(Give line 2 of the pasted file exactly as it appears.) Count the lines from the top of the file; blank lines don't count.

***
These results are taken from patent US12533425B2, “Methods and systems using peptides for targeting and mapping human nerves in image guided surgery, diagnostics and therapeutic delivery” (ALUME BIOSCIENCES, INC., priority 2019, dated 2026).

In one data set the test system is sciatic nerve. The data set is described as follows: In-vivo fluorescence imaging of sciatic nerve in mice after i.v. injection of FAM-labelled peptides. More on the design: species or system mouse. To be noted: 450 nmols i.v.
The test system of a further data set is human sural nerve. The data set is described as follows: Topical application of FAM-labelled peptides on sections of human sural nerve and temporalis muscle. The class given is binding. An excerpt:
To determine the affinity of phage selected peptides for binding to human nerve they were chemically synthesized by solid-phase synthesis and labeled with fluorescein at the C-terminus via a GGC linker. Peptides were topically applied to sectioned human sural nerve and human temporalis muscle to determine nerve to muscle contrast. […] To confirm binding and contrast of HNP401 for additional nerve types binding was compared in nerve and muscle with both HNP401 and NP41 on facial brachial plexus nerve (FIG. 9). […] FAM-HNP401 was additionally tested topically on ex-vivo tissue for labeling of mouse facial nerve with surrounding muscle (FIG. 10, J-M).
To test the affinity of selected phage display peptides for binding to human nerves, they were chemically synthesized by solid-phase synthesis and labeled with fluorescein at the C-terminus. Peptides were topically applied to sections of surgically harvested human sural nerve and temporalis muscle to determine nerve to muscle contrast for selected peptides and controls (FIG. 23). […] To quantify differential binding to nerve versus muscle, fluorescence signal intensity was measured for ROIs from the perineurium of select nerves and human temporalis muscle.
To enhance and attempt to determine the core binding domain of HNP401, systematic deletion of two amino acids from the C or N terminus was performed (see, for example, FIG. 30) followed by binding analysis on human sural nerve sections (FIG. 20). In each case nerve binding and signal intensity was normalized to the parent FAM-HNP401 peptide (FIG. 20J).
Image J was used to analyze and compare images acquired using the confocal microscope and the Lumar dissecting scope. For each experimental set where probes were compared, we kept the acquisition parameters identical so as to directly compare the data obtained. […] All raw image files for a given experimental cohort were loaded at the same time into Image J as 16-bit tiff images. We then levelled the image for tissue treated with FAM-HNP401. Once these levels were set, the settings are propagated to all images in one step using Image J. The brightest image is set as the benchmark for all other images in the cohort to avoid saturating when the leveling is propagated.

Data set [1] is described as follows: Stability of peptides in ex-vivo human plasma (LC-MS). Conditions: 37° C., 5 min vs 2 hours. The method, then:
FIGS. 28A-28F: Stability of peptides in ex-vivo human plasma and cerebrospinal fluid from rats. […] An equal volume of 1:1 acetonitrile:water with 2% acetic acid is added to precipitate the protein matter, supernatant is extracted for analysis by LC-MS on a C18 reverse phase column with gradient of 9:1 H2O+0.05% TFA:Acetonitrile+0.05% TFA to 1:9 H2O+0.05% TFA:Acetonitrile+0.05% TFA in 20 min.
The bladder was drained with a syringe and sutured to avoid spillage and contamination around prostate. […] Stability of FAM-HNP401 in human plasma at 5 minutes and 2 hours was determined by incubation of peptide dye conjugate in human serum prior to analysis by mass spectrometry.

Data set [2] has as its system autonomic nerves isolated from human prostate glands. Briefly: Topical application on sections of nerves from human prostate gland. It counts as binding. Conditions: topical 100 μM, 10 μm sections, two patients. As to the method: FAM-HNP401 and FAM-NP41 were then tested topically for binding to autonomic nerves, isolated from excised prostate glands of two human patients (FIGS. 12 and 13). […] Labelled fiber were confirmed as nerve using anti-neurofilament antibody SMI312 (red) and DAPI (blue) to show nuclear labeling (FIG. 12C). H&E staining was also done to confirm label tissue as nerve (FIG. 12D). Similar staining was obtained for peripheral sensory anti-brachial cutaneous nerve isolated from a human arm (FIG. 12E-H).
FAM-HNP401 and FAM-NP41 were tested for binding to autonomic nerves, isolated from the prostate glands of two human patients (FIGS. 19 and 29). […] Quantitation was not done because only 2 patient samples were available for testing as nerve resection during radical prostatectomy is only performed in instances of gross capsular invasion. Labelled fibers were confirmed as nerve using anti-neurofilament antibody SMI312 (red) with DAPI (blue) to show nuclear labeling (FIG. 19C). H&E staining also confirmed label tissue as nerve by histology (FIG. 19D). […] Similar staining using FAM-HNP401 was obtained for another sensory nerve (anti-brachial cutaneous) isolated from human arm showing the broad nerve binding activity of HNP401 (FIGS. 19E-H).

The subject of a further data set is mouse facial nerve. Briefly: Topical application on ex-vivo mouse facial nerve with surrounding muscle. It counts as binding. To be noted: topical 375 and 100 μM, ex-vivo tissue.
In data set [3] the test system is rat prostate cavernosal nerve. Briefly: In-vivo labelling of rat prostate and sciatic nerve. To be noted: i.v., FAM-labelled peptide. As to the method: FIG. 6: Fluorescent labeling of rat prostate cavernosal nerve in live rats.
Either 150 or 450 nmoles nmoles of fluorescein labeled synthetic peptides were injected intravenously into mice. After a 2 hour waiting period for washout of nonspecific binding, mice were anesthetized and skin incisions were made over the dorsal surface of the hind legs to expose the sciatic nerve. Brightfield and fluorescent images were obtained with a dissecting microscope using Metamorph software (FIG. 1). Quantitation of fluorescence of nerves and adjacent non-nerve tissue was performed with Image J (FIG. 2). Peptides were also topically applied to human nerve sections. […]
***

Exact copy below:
In one data set the test system is sciatic nerve. The data set is described as follows: In-vivo fluorescence imaging of sciatic nerve in mice after i.v. injection of FAM-labelled peptides. More on the design: species or system mouse. To be noted: 450 nmols i.v.